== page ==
Aside from the exploration of Hitler's increasingly fragile grip on reality, what is most fascinating about how he is depicted is his appeal, particularly to women. In addition to Traudl and Eva Braun, the short, mustachioed man with the thinning comb-over mesmerized such otherwise strong-willed women as pilot Hanna Reitsch (Anna Thalbach), and Magda Goebbels (Corinna Harfouch), wife of Nazi propagandist Joseph Goebbels (Ulrich Matthes). As such, "Downfall's" strength is greatest when it sticks to these human dynamics rather than when it sidetracks to subplots outside the bunker that have little or nothing to do with the story that unfolds in that enclosed world.

War is the ugliest, or among the ugliest of human actions, and "Downfall" does not glamorize it. On the contrary, despite its technically superb cinematography (by Rainer Klausmann, who also shot "Head On"), there are a number of graphic sequences that underscore the horrors of war, as if we needed reminding. Then again, perhaps we do.

"Downfall" does not necessarily present new information on those last twelve days of Hitler's life, but it does present it in a worthwhile way. In a time of war, such as the one we are currently living in, it is important to remember that monsters are made, not born, and that they lurk beneath the surface of some otherwise very ordinary humans.
2006-12-24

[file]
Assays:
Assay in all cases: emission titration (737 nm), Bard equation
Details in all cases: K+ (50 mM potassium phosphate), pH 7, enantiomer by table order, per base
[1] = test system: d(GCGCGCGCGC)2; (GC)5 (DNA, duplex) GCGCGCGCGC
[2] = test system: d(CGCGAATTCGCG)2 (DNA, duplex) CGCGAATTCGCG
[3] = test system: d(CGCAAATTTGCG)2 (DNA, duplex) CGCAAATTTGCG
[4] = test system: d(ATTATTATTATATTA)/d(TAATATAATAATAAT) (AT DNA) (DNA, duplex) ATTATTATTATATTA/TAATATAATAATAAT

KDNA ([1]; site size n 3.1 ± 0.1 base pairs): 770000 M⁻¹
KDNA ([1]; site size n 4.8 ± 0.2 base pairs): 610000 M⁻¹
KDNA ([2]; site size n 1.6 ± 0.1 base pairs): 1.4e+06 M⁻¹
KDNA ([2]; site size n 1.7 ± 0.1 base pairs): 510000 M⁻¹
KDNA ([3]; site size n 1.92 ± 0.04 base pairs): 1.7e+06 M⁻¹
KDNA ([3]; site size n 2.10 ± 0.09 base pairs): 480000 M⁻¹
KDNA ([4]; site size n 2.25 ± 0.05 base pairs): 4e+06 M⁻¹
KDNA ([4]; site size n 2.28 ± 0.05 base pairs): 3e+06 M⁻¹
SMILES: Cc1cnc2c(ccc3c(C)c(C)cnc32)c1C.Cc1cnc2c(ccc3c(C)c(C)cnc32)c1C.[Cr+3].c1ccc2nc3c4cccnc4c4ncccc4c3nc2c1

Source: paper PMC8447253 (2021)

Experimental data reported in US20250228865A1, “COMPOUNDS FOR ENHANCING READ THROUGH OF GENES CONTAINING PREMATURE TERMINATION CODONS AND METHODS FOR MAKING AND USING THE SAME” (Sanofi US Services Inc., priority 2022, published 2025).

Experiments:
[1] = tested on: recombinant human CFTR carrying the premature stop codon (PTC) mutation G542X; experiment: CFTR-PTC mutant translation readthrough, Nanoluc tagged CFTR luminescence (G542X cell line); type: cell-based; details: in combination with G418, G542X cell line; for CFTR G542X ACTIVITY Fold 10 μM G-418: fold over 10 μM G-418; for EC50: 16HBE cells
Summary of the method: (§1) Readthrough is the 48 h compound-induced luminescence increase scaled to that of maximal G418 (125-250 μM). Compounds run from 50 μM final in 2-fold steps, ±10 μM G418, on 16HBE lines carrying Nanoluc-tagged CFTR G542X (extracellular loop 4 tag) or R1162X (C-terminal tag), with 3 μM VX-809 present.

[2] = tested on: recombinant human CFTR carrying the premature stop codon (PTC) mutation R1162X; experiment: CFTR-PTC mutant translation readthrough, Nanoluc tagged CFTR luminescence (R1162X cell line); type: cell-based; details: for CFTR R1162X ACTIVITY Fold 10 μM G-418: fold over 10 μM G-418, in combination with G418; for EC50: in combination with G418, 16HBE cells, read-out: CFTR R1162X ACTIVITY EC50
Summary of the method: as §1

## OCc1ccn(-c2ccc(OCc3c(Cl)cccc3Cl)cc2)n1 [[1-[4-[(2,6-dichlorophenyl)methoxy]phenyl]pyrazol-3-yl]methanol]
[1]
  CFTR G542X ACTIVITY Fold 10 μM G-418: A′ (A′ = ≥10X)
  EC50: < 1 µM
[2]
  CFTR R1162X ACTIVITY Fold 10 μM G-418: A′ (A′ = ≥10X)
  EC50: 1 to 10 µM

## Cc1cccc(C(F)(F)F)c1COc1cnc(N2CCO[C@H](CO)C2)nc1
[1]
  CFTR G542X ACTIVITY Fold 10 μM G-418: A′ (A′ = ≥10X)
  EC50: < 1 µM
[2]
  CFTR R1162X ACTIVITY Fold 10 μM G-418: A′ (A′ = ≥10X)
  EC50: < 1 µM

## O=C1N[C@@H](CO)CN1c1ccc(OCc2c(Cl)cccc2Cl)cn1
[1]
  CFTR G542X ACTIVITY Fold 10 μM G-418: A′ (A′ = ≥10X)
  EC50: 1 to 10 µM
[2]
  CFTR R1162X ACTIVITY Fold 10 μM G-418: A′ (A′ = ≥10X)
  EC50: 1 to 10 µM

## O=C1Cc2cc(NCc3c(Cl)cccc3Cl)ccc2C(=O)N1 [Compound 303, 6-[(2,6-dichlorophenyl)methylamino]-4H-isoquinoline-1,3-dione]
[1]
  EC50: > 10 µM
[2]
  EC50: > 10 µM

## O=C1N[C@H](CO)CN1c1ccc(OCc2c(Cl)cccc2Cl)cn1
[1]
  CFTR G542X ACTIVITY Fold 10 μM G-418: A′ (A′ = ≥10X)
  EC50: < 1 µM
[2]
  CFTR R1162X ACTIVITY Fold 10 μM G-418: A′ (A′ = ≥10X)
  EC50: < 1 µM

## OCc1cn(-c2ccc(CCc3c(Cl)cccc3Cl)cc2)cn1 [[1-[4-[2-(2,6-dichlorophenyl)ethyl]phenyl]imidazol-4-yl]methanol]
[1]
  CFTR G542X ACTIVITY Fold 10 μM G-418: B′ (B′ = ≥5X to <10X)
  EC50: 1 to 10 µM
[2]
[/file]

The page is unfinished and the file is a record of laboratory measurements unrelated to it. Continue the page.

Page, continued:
'Grim' Look At The Nazis' Final Hours
Wow, what a grim movie. How I stuck with this for 155 minutes, I don't know, but it's a fairly involving story once you get into it and you want to see how it's all played out.

A main reason I use the word "grim" is that there are more scenes with people committing suicide in this movie than all the movies (thousands) I've seen put together.

This German movie deals with the last days Of Hitler and the Nazis in Berlin in April of 1945. In the end, most of the people in the film either kill themselves, as mentioned, or execute their loved ones in order to avoid capture by the Russians, who overtook the city. This includes poisoning a group of young children.

While not overly gory, some of the scenes are shocking, ones I suspect would linger in anyone's memory..

Bruno Ganz as Adolph Hitler was intriguing, to say the least. As an American, I can recall very few, if any, films in which Hitler was shown to this degree with this much dialog. Being such a famous figure in history, it was one of the reasons, frankly, I stayed with the film. I never this man portrayed on film.

Alexandra Maria Lara as "Traudl Junge" was the bright spot in this dismal story, a beautiful and wholesome-looking woman with an expressive face. She was the only character in the film that I cared about. Everyone else is pretty cold. Junge "won" the job as a secretary for Hitler and is pictured as sweet and naive woman...and just one more of the millions of victims of World War II. Victims can be survivors, too, as the story concludes, if for nothing else, for suffering with a guilty conscience for decades.

This war movie definitely can be classified as "different" and memorable. I doubt if I'd ever watch this again, but it was worth the one viewing, that's for sure.
2007-09-18
"You have to feel that Hitler was a human being; only then he is a real horror."
The first internationally released German production to feature Hitler as a central figure, "Downfall" (2004) takes place in the dismal gloomy Berlin during April - May 1945 in anticipation of the inevitable German defeat. The film shows the last days of Hitler and those close to him through the eyes of his young secretary, Traudl Junge.